As a conclusion to your Gold Country explorations, take a 45-mile round trip to Malakoff Diggins State Park where high-powered jets of water were blasted at a mountainside to extract gold. The method was very successful, but it clogged waterways for miles and left a lunar-like landscape where there had once been a forested mountainside. This is a very pleasant summer-evening trip, but rather than run the risk of returning down narrow country roads in the dark, make the loop as you leave Nevada City for Lake Tahoe. The route is quite well signposted, but it gives you reassurance to have in hand the map from Nevada City Chamber of Commerce. (530-265-2692, www.nevadacitychamber.com)

Go north on Hwy 49, following it through wooded countryside for 11 miles to the marker directing you right to Malakoff Diggins (signposted Tyler Foote Crossing Road). The narrow paved road leads you through the forest and, just as you are beginning to wonder quite where you are going, a signpost directs you right down a dirt road into North Bloomfield, a town of white-painted houses and buildings set behind picket fences under forest shade. (Several buildings have been restored as museums and the ranger station is a useful informational stop.) The road through town leads to the diggins proper, a vast landscape of awesome scars. If the weather is inclement, turn back at this point and return to Nevada City by way of the paved highway. Otherwise, continue along the well-maintained dirt road (forking left and downhill at junctions), which leads you down through some lovely scenery to a narrow wood-and-metal bridge spanning a rocky canyon of the South Yuba River where you pick up the paved road that brings you back to Hwy 49 on the outskirts of Nevada City.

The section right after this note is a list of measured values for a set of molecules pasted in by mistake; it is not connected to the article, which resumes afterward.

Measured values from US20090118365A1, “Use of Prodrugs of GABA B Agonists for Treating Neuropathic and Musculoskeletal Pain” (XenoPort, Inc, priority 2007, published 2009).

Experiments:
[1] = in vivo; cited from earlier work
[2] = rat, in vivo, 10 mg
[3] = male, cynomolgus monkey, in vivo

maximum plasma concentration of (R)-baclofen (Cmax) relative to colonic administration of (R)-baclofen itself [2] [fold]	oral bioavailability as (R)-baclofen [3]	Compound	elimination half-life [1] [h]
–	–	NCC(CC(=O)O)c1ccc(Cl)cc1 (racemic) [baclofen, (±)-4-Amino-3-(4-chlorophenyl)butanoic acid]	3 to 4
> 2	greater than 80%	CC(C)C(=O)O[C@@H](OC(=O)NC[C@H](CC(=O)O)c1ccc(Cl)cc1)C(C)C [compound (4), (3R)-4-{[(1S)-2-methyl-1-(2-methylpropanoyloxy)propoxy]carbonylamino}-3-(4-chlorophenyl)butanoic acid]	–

Leave Nevada City on Hwy 20 east, a freeway which soon becomes a two-lane highway passing through forests and along a high ridge giving vistas of the Sierras. As Hwy 20 ends, take Hwy 80 towards Truckee, a fast freeway that climbs into the Sierra mountains through ever-more-dramatic rugged scenery.

The freeway climbs over Donner Lake & Pass, both named in honor of the group of settlers led by George Donner who in 1846 became snowbound while trying to cross the Sierra Nevada in late fall. Harsh conditions and lack of food took many lives and resulted in the survivors resorting to cannibalism.

Take Hwy 89, the Tahoe City exit, and follow it alongside the rushing Truckee River to its source, Lake Tahoe. Tucked in a high valley, Lake Tahoe is a vast, blue, icy-cold lake ringed by pine forests and backed by high mountains. The lake has about 70 miles of shoreline, a maximum depth of 1,645 feet, and a summer temperature of about 65 degrees. When people from the San Francisco Bay Area say they are “going to the mountains,” Tahoe is usually where they’re heading. While certain enclaves have their share of hot dog stands, McDonald’s restaurants, and glitzy gambling casinos, there are many unspoilt areas where you can enjoy the exquisite beauty of the lake and its surrounding stunning scenery. For bikers and joggers, a marvelous, seemingly endless trail traces a path along the lakefront and down the Truckee River.